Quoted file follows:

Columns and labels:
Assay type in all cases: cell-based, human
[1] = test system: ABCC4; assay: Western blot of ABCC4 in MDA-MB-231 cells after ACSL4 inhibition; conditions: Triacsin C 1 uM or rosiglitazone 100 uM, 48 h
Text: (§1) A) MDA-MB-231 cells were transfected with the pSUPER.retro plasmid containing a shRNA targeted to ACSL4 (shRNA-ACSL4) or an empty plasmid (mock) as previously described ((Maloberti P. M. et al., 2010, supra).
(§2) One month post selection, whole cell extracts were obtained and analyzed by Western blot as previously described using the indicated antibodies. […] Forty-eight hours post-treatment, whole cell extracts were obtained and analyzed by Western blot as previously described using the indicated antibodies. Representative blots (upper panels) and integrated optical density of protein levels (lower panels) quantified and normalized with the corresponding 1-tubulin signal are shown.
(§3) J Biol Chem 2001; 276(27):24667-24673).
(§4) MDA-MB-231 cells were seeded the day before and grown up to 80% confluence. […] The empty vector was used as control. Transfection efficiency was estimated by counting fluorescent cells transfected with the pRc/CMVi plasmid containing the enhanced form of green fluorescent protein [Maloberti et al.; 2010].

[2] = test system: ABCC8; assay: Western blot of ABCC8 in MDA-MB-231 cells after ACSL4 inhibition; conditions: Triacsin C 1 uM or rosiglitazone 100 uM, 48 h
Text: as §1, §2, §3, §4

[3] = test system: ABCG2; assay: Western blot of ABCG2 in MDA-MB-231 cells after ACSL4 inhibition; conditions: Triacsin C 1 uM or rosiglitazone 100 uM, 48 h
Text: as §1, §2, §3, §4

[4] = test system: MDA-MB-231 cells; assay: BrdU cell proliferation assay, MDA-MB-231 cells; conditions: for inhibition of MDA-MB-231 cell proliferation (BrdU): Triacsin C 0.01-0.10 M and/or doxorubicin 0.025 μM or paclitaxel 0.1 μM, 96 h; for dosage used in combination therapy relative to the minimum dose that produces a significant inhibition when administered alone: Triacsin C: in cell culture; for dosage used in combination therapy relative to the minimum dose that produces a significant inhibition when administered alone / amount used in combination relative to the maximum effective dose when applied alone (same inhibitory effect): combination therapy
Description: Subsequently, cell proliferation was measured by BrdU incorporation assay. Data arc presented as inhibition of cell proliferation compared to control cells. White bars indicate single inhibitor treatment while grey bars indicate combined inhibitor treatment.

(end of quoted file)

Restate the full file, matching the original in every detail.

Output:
Columns and labels:
Assay type in all cases: cell-based, human
[1] = test system: ABCC4; assay: Western blot of ABCC4 in MDA-MB-231 cells after ACSL4 inhibition; conditions: Triacsin C 1 uM or rosiglitazone 100 uM, 48 h
Text: (§1) A) MDA-MB-231 cells were transfected with the pSUPER.retro plasmid containing a shRNA targeted to ACSL4 (shRNA-ACSL4) or an empty plasmid (mock) as previously described ((Maloberti P. M. et al., 2010, supra).
(§2) One month post selection, whole cell extracts were obtained and analyzed by Western blot as previously described using the indicated antibodies. […] Forty-eight hours post-treatment, whole cell extracts were obtained and analyzed by Western blot as previously described using the indicated antibodies. Representative blots (upper panels) and integrated optical density of protein levels (lower panels) quantified and normalized with the corresponding 1-tubulin signal are shown.
(§3) J Biol Chem 2001; 276(27):24667-24673).
(§4) MDA-MB-231 cells were seeded the day before and grown up to 80% confluence. […] The empty vector was used as control. Transfection efficiency was estimated by counting fluorescent cells transfected with the pRc/CMVi plasmid containing the enhanced form of green fluorescent protein [Maloberti et al.; 2010].

[2] = test system: ABCC8; assay: Western blot of ABCC8 in MDA-MB-231 cells after ACSL4 inhibition; conditions: Triacsin C 1 uM or rosiglitazone 100 uM, 48 h
Text: as §1, §2, §3, §4

[3] = test system: ABCG2; assay: Western blot of ABCG2 in MDA-MB-231 cells after ACSL4 inhibition; conditions: Triacsin C 1 uM or rosiglitazone 100 uM, 48 h
Text: as §1, §2, §3, §4

[4] = test system: MDA-MB-231 cells; assay: BrdU cell proliferation assay, MDA-MB-231 cells; conditions: for inhibition of MDA-MB-231 cell proliferation (BrdU): Triacsin C 0.01-0.10 M and/or doxorubicin 0.025 μM or paclitaxel 0.1 μM, 96 h; for dosage used in combination therapy relative to the minimum dose that produces a significant inhibition when administered alone: Triacsin C: in cell culture; for dosage used in combination therapy relative to the minimum dose that produces a significant inhibition when administered alone / amount used in combination relative to the maximum effective dose when applied alone (same inhibitory effect): combination therapy
Description: Subsequently, cell proliferation was measured by BrdU incorporation assay. Data arc presented as inhibition of cell proliferation compared to control cells. White bars indicate single inhibitor treatment while grey bars indicate combined inhibitor treatment.